Rachel Carson’s groundbreaking book Silent Spring was published on this date in 1962 (books by this author). Carson was a marine biologist, but she was also a crafter of lyrical prose who contributed to magazines like The New Yorker and Atlantic Monthly, and who had already published three popular lyrical books about the sea. One of these — The Sea Around Us (1951) — had won the National Book Award. In the course of her work, Carson became aware of the ways that chemical pesticides were harming plants and wildlife. She felt it was important to make the public aware of this, but she was not an investigative journalist and didn’t feel confident enough to write what she called the “poison book.” She began trying to interest magazines in the subject as early as 1945. In 1958, Carson’s friend mentioned that she was finding a lot of dead birds in her Massachusetts bird sanctuary. Carson, in turn, wrote to E.B. White, who was an editor at The New Yorker. She suggested that White write an article about pesticides. He said the magazine would be keen to publish such an article, but he encouraged her to write it herself. The article became a multiyear project that Carson pursued through personal tragedies like the death of her mother, and her own diagnosis with breast cancer in 1960.
I was strolling in the gardens of an insane asylum when I met a young man who was reading a philosophy book.
His behavior and his evident good health made him stand out from the other inmates.
I sat down beside him and asked:
‘What are you doing here?’
He looked at me, surprised. But seeing that I was not one of the doctors, he replied:
‘It’s very simple. My father, a brilliant lawyer, wanted me to be like him. My uncle, who owns a large emporium, hoped I would follow his example. My mother …. And the story continues. … read the ending here: 30 SEC READ: A story by Kahlil Gibran
Over the weekend, Pulitzer Prize winning poet John Ashbery passed away at the age of 90. “Part of what makes Ashbery so absurdly good is his faith in the essential goodness of the absurd,” wrote Matthew Bevis in the June 2017 issue of Harper’s Magazine. “He’s one of our most truly encouraging poets on account of his willingness to let himself go, to let the social self (call it ‘character’ or ‘personality’) deliquesce into the anarchic, labile, inner chemistry of selfhood.” Below is a selection of Ashbery’s work, which began appearing in Harper’s in 1969.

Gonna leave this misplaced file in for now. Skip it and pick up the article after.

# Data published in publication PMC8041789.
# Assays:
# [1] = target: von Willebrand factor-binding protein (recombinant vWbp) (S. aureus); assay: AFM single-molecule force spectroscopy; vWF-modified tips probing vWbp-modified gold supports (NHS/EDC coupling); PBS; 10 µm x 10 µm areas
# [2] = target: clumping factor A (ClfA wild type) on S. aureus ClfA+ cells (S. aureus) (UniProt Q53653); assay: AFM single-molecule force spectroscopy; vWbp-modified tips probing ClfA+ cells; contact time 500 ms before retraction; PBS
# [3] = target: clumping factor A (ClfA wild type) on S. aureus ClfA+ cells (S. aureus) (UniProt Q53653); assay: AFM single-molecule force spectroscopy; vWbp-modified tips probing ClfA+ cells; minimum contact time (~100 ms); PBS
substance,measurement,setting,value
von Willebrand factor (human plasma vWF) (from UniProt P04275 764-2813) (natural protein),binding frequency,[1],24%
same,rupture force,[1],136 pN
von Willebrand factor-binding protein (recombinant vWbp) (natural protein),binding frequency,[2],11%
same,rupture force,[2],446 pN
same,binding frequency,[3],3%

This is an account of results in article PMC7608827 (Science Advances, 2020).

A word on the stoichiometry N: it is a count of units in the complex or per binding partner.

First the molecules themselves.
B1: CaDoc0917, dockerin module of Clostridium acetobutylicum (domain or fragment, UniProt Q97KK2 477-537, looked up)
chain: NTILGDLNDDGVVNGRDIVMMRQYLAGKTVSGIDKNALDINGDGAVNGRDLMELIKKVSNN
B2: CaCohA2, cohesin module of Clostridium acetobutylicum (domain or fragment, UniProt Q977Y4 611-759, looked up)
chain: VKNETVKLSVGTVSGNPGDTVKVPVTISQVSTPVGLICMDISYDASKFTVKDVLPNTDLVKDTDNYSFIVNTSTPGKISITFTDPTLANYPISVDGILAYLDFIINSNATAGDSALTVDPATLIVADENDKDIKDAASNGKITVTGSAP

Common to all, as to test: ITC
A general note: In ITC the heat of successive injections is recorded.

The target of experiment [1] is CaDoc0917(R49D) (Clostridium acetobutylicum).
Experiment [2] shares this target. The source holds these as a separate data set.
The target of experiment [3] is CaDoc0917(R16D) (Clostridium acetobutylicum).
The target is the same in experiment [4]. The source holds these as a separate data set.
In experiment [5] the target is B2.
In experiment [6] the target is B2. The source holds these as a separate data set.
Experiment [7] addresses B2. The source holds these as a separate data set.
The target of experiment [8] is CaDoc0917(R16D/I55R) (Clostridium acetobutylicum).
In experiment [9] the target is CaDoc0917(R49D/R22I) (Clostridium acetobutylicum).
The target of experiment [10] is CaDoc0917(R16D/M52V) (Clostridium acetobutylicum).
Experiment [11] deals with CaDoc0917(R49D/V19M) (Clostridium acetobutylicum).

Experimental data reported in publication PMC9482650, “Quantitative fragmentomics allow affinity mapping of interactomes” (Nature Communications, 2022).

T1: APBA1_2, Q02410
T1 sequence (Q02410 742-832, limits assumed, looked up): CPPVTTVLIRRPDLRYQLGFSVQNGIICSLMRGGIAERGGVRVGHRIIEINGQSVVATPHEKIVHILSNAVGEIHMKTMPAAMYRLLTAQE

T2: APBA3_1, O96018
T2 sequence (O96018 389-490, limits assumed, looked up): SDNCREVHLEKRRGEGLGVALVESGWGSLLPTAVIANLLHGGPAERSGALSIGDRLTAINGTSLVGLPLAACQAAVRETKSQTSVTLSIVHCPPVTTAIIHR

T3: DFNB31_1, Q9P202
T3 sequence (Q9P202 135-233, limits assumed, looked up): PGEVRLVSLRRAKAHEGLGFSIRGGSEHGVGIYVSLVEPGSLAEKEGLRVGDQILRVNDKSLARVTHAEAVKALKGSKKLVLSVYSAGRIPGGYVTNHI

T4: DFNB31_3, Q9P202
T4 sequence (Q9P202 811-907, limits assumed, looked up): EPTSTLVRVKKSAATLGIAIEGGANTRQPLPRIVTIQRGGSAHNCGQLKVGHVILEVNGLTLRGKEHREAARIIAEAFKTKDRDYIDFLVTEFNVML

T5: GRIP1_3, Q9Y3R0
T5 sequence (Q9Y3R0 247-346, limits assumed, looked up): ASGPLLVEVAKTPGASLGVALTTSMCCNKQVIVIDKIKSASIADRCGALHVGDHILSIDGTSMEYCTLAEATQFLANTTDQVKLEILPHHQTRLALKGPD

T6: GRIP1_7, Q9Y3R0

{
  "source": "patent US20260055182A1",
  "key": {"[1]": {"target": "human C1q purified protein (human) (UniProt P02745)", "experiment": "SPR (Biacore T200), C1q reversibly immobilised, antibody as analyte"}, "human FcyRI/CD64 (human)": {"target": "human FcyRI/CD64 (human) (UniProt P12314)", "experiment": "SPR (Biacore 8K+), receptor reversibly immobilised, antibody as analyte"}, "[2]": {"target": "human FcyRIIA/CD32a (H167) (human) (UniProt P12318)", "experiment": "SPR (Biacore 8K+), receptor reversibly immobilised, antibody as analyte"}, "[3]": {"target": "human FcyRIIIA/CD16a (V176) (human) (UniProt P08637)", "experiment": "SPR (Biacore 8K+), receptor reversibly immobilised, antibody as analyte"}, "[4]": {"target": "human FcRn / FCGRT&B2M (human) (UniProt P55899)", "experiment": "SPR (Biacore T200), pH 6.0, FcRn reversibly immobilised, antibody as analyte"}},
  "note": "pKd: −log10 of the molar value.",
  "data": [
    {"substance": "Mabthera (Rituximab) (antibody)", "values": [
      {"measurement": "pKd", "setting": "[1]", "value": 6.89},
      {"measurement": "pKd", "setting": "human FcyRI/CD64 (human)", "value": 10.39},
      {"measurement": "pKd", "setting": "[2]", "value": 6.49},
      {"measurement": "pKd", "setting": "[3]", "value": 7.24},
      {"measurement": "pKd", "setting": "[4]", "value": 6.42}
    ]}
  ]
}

“One is called to live nonviolently, even if the change one works for seems impossible. It may or may not be possible to turn the US around through nonviolent revolution. But one thing favours such an attempt: the total inability of violence to change anything for the better.” ~ Daniel Berrigan
Today, Aug. 28, is also the day in 1963, more than 200,000 people gathered in Washington, D.C., for the March on Washington for Jobs and Freedom, now known as the March on Washington. It is also the day the world first heard Martin Luther King’s “I Have a Dream” speech, which was delivered during the March on Washington for Jobs and Freedom on August 28, 1963. In the speech he called for an end to racism in the United States and called for civil and economic rights. If only we could be proud of how far we have come.
I’ve decided to include quotations that I like and that I receive from Pace e Bene here on my blog. This is another one of those.
If only people watched, sung about, and worshiped the Sun and Moon and the Earth and the rest of Nature and the universe everyday as much as they do on days when they happen to align for a couple of minutes like they did yesterday, Aug. 21, 2017. A cosmic testament to the ancient short attention span of the human race.
An anomaly is defined as “something that deviates from what is standard, normal, or expected.” An eclipse is to be expected. Even surprising things are to be expected from Mother Nature, Earth Mother.
“Writing is lonely. […] But most of the time you are in a room by yourself, you know. Writers spend more time in rooms, staying awake in quiet rooms, than they do hunting lions in Africa. So, it’s a bad life for a person because it’s so lonely and because it consists of such highs and lows, and there’s not always anywhere to take these emotional states. […] It’s a life that’s tough to sustain without falling prey to some kind of beguiling diversion that’s not good for you.”